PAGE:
This year’s Chemistry Laureates have taken control of evolution and used the same principles – genetic change and selection – to develop proteins that solve humankind’s chemical problems.
The 2018 Nobel Prize in Chemistry is awarded to Frances H. Arnold, George P. Smith, and Sir Gregory P. Winter for developing proteins that solve humankind’s chemical problems. The Royal Swedish Academy of Sciences has awarded the Nobel Prize in Chemistry 2018 with one half of the prize to Frances H. Arnold, professor at California Institute of Technology(CalTech) “for the directed evolution of enzymes” and the other half jointly to George P. Smith of the University of Missouri and Sir Gregory P. Winter at the MRC Laboratory of Molecular Biology in Cambridge, UK “for the phage display of peptides and antibodies”.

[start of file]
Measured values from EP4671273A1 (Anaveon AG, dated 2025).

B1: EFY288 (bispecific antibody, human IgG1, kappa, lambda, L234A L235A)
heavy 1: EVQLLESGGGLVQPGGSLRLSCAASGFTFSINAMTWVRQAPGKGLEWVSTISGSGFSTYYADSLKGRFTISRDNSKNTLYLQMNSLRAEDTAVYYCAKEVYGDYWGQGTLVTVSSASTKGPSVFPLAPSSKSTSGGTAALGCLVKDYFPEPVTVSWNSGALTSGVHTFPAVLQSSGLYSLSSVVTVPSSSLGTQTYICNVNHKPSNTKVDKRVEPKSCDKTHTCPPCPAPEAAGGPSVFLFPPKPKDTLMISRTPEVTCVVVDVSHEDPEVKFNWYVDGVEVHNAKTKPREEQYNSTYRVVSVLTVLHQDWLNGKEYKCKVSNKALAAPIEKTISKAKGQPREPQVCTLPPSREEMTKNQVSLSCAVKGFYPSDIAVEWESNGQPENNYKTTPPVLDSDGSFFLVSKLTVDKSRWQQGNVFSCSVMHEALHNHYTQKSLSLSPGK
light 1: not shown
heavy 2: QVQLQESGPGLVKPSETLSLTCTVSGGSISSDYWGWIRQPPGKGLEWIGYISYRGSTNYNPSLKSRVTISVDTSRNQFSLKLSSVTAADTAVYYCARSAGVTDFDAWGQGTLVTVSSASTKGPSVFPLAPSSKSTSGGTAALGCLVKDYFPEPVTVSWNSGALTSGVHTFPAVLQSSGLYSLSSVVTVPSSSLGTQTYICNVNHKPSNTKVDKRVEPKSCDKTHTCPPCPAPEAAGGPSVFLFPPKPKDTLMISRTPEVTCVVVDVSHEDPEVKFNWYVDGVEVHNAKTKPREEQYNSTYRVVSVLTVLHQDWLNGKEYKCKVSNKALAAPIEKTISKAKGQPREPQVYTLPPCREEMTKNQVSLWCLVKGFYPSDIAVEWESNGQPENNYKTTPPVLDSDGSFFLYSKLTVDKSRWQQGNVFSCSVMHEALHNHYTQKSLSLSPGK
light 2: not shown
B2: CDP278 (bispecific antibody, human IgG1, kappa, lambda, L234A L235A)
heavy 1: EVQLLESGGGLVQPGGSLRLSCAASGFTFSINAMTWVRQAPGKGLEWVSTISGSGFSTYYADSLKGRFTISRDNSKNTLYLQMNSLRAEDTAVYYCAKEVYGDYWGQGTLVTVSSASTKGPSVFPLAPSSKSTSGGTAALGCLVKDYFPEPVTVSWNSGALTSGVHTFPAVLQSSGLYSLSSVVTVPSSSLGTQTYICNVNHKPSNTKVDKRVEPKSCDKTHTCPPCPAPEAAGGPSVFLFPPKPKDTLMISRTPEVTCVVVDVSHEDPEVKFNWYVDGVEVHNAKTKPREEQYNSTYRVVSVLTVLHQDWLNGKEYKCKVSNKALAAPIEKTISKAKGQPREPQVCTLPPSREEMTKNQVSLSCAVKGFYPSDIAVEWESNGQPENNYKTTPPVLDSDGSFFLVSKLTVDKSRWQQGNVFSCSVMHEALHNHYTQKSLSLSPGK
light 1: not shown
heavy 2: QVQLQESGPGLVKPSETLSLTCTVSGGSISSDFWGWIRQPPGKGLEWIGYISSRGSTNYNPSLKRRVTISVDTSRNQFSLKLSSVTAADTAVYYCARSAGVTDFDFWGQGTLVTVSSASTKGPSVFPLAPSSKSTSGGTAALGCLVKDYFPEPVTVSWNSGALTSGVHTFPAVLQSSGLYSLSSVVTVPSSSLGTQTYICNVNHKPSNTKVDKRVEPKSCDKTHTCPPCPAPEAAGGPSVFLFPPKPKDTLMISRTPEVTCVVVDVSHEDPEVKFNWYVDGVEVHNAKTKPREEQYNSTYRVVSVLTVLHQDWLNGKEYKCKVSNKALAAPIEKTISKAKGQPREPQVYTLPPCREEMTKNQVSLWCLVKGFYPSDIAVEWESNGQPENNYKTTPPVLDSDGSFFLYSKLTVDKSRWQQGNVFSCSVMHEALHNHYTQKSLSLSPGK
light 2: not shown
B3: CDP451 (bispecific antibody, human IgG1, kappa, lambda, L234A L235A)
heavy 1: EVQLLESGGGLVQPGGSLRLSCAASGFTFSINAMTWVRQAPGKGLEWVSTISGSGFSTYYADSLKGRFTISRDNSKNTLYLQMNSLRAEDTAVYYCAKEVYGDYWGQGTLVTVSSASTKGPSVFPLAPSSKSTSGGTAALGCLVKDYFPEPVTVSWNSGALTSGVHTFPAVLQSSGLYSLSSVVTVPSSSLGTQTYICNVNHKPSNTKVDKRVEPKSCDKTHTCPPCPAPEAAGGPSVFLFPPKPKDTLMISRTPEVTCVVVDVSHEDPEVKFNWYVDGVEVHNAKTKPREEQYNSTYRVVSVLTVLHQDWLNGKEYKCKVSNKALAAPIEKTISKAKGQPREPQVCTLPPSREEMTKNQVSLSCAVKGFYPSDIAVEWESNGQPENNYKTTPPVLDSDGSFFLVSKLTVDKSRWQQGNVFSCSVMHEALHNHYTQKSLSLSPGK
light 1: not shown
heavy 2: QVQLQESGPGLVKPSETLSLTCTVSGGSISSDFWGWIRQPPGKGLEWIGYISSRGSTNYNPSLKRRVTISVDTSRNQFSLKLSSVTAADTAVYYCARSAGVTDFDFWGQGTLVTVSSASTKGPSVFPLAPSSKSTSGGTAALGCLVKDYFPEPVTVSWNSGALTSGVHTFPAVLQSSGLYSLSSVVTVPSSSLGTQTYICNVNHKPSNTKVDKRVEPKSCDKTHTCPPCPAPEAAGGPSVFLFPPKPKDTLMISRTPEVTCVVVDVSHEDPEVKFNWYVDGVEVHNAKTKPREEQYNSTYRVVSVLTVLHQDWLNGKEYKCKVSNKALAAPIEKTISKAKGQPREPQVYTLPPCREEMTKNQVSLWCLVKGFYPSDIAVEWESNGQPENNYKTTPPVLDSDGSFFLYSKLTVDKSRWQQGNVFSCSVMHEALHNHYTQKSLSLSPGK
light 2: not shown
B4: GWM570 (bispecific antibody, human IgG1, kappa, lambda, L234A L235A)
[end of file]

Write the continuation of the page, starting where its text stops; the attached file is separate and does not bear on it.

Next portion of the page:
Frances Arnold performed the first “directed evolution” of enzymes, which are proteins that catalyze chemical reactions. Enzymes produced through directed evolution are used to manufacture everything from biofuels to pharmaceuticals.
George Smith developed a method called phage display, where a bacteriophage (a virus that infects bacteria) can be used to evolve new proteins.
Sir Gregory Winter used phage display to produce new pharmaceuticals. Today phage display has produced antibodies that can neutralize toxins, counteract autoimmune diseases and cure metastatic cancer.
Image Source: Twitter